San Angelo is a city in and the county seat of Tom Green County, Texas, United States, in the state's west-central region. According to a 2014 Census estimate, San Angelo has a total population of 97,492.The city is the principal city and center of the San Angelo metropolitan area, which has a population of 116,823.
San Angelo is home to Angelo State University, historic Fort Concho, and Goodfellow Air Force Base.
Some common nicknames of San Angelo include Angelo, the River City, the Concho City, the Pearl of the Conchos, the Oasis of West Texas, Sangelo.
|Motto: "Home of Historic Concho Avenue"|
Location in the state of Texas
|Coordinates: 31°27′N 100°27′W|
Prior to the coming of Europeans, San Angelo was the center of the Jumano people. The area had been inhabited for thousands of years by succeeding cultures of indigenous peoples. In 1632, a short-lived mission of Franciscans under Spanish auspices was founded in the area to serve the Indians. The mission was led by the friars Juan de Salas and Juan de Ortega, with Ortega remaining for six months. The area was visited by the Castillo-Martin expedition of 1650 and the Diego de Guadalajara expedition of 1654.
The current city of San Angelo was founded by European Americans in 1867, when the United States constructedFort Concho as one of a series of new forts designed to protect the frontier from hostile threats. The fort was home to cavalry, infantry, and the famous Black Cavalry, otherwise known as Buffalo Soldiers by Indigenous Americans.
The settler Bartholomew J. DeWitt founded the village of Santa Angela outside the fort at the juncture of the North and South Concho Rivers. He named the village after his wife, Carolina Angela. The name was eventually changed to San Angela. The name would change again to San Angelo in 1883 on the insistence of theUnited States Postal Service, as San Angela was grammatically incorrect in Spanish. The town became a trade center for farmers and settlers in the area, as well as a fairly lawless cow town filled with brothels, saloons and gambling houses.
After being designated as the county seat, the town grew quickly in the 1880s, aided by being on the route of newly constructed railroads. It became a central transportation hub for the region. The Santa Fe Railroad arrived in 1888 and the Kansas City, Mexico and Orient Railway in 1909. After a tuberculosis (TB) outbreak hit the United States in the early 1900s, many patients moved to San Angelo. At the time, doctors could only recommend rest in dry, warm climates. TB sufferers went to San Angelo for treatment.
In 1928, the city founded San Angelo College, one of the region's first institutes of higher education. The city had been passed over by the Texas State Legislatureto be the home of what would become Texas Tech University. San Angelo College, one of the first municipal colleges, has grown to become Angelo State University. The military returned to San Angelo during World War II with the founding of Goodfellow Air Force Base, which was assigned to train pilots at the time. San Angelo grew exponentially during the oil boom of the 1900s, when vast amounts of oil were found in the area, and the city became a regional hub of the oil and gas industry.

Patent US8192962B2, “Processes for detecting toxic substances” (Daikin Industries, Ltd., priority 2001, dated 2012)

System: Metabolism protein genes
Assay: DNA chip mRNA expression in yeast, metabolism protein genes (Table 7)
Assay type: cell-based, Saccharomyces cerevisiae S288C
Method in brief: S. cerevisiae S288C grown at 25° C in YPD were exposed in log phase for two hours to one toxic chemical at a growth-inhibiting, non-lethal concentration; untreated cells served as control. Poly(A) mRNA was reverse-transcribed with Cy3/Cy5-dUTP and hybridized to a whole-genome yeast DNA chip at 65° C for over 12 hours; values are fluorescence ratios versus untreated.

The San Angelo Independent School District became one of the first in Texas to integrate, doing so voluntarily in 1955.
San Angelo is located at (31.453113, −100.452502).According to the United States Census Bureau, the city has a total area of 58.2 square miles (150.9 km²), of which, 55.9 square miles (144.8 km²) of it is land and 2.3 square miles (6.1 km²) of it (4.03%) is water.
San Angelo falls on the southwestern edge of the Edwards Plateau and the northeastern edge of the Chihuahuan desert at the juncture of the North and SouthConcho Rivers. The city has three lakes: Twin Buttes Reservoir, O.C. Fisher Reservoir, and Lake Nasworthy. The Middle Concho River joined the South Concho several miles upstream, but the confluence has been obscured by the Twin Buttes dam.
San Angelo has consistently been ranked by many publications and rankings as one of the best small cities for business and employment. In 2013, it ranked fourth in the nation in Forbes magazine's "Best Cities For Jobs" rankings. In 2010Kiplinger's Personal Finance named San Angelo as one of the "Best Cities of the Next Decade". In 2009, CNN Moneyranked San Angelo as one of the best cities to launch a small business.
San Angelo has a very diverse economy for a city of its size. Although most oil fields lay to the west, many oil-field service companies based in the city employ a large number of local residents. The agricultural industry in San Angelo remains strong. Producer’s Livestock Auction is the nation’s largest for sheep and lambs, and is among the top five in the nation for cattle auctions. Though most agricultural work is done outside the city, thousands of employees work in the cattle and lamb meat-processing industries, and many more work in agriculture supporting roles inside the city. Two agricultural research centers are located in San Angelo: the Angelo State University Management Instruction and Research Center and theTexas A&M Texas AgriLife Research and Extension Center at San Angelo.
The telecommunication industry is a strong employer in San Angelo. Sitel has a call center in San Angelo. In addition, Verizon, Performant Recovery Inc. (Formerly DCS), a debt recovery corporation, and Blue Cross all employ over 1,000 each individuals locally. San Angelo serves as the regional medical center for West-central Texas. Shannon Medical Center and Community Medical Center employ over 3,000 in San Angelo, and provide services to a large region of West-central Texas. The manufacturing industry has seen hits since the 1990s; however, many large employers still remain, including Ethicon a division of Johnson & Johnson, Conner Steel, and Hirschfield Steel.